Consistently among the famous works, we cannot fail to mention The Scream by Munch. Painted in 183, the picture represents a human form (half-length) deformed by the cry of terror it is emitting. It is a well-known painting worldwide, to the point of having been the object of thieves’ attention more than once.

Other large canvases are known for dealing with psychologically or symbolically vital subjects. It is the case, for example, of the freedom leading the people, by Eugene Delacroix, a symbol of the French Republic, thanks to the allegory of freedom, represented by a woman wearing the Phrygian cap.


Learn about the history of painting

In reality, the painting was born much earlier than one might think.

Many centuries, millennia, before Leonardo, prehistoric people already used painting techniques. Painters from another era drew the animals they had to deal with during their hunting operations: mammoths in particular, but not only. To paint, they used the few colors known at the time: black, yellow ocher, and red ocher.

In the middle Ages in the West, paintings are transferred to manuscripts or wooden tables. Here, representations always have a relationship with religion and, above all, with Christianity. The religious subjects will remain to keep the artist’s company for several centuries.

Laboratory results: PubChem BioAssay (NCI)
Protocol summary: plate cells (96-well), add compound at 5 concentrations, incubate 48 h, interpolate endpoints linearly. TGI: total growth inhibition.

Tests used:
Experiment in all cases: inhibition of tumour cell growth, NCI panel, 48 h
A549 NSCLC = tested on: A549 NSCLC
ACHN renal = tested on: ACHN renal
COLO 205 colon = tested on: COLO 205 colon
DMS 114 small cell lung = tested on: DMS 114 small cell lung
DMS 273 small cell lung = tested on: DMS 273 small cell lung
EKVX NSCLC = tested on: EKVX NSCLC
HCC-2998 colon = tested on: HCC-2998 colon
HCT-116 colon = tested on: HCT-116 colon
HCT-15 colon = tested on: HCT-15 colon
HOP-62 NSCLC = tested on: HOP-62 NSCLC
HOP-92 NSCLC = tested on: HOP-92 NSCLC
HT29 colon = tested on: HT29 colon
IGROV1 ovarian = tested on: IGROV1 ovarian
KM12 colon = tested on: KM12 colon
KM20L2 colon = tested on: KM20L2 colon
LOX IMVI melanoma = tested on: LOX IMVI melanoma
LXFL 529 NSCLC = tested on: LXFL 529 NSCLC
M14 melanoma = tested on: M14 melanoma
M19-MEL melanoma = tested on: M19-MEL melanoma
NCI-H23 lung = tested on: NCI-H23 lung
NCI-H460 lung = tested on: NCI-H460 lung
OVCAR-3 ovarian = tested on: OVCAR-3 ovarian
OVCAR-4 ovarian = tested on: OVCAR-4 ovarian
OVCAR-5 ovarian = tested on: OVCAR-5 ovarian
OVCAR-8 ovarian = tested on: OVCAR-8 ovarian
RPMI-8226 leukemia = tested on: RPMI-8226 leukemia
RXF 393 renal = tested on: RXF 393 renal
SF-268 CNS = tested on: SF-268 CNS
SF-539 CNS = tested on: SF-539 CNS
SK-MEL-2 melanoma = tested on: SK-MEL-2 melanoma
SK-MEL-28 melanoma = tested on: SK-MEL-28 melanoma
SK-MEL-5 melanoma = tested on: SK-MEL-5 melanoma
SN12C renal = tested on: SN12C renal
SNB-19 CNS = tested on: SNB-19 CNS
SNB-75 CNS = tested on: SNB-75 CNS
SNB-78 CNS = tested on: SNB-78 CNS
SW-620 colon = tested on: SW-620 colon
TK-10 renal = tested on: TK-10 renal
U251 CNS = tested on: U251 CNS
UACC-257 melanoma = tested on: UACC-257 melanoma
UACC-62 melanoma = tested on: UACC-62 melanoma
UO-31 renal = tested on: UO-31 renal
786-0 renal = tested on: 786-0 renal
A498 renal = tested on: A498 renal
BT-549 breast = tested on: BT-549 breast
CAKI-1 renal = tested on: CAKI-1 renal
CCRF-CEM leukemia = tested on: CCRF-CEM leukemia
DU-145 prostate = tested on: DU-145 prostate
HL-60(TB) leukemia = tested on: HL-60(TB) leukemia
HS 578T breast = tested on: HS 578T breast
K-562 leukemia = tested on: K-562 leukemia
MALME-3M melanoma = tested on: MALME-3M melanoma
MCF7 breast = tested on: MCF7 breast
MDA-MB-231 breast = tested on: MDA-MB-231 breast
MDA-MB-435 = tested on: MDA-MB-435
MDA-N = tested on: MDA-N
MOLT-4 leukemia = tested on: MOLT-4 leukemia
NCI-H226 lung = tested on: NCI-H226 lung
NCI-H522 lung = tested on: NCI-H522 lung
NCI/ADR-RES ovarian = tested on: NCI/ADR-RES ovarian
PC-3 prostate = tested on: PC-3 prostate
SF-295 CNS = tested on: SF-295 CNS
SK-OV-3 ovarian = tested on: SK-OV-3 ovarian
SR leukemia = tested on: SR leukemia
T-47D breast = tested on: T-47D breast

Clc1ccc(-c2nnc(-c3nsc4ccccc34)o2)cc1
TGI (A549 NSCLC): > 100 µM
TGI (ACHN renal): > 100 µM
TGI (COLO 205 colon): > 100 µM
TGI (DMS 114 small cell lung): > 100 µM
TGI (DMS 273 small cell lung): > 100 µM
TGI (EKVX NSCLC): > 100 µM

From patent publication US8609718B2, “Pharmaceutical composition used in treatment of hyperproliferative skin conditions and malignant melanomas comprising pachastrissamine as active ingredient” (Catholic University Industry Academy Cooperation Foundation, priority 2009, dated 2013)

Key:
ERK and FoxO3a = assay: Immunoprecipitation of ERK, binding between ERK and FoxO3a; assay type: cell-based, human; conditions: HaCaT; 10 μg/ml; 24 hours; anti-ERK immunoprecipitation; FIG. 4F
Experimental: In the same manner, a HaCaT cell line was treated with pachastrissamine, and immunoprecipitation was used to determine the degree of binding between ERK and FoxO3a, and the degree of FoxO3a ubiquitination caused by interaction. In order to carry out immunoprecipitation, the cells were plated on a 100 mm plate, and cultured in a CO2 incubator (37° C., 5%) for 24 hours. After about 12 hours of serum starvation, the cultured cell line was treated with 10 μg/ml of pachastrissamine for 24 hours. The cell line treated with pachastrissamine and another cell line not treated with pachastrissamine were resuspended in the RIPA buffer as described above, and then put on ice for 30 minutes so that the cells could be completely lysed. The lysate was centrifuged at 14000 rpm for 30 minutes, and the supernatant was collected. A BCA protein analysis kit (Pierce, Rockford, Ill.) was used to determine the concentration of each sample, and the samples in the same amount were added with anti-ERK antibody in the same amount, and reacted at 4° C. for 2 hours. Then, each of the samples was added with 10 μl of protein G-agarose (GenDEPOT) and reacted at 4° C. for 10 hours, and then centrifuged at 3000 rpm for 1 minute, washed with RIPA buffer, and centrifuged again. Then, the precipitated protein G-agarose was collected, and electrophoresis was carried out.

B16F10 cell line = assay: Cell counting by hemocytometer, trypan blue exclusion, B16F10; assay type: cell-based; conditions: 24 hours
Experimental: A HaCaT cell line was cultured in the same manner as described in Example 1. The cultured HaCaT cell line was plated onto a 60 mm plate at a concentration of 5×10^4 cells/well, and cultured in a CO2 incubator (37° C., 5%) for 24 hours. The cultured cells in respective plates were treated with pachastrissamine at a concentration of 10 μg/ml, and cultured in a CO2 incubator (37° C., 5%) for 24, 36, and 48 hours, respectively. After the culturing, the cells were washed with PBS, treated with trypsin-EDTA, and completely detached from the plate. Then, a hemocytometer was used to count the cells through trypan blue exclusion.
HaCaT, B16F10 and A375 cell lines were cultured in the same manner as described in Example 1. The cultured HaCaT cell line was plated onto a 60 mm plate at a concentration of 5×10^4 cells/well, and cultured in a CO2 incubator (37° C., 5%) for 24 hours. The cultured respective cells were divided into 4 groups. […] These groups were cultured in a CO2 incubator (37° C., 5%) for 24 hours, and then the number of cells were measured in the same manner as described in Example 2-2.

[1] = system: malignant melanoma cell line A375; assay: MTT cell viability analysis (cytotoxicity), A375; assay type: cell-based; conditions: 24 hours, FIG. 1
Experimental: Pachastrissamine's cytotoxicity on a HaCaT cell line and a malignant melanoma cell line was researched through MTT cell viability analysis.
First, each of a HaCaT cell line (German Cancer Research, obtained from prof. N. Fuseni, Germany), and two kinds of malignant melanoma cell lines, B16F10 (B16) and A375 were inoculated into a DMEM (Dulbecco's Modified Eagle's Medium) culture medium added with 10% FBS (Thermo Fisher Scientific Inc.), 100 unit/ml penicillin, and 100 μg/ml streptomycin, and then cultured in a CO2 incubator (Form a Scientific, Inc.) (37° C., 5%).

The Italian Renaissance is an opportunity to see geniuses of painting at work, such as Botticelli and Leonardo. Their results are influenced by the application of scientific studies on the environment and on man. Perspective makes its first appearance, thanks to which human bodies begin to take on appearances more similar to reality.

Little by little, the Renaissance gives way to Baroque painting, represented in particular by Caravaggio: in this period, the subjects are taken from the tragic scenes of the Bible. The images are dark, and the chiaroscuro technique is used. The painters accentuate the contrasts, illuminating one part of the canvas, creating shadows in other areas.

Who are the most famous contemporary painters

Painting has evolved a lot from prehistoric times to today. In recent decades, artists have sought new forms and new materials to express what once enough to draw and then paint was. Then, check out white canvases, to which other elements such as nails, wood, and iron are added. But not only.

Piero Manzoni, for example, bathes his origins in Fontana’s spatial, finds the magazine Azimuth and opens the gallery of the same name. In his works, the surface of the painting is overcome by the addition of other elements; the provocation comes to expose on one side white surfaces, on the other the famous artist’s shit boxes.

Manzoni is not alone in experimenting: Enrico Castellani, Michelangelo Pistoletto, and Valerio Adami also use different materials (think of Pistoletto’s Venus of the Rag), and their results are recognized with critical international awards and exhibitions in New York.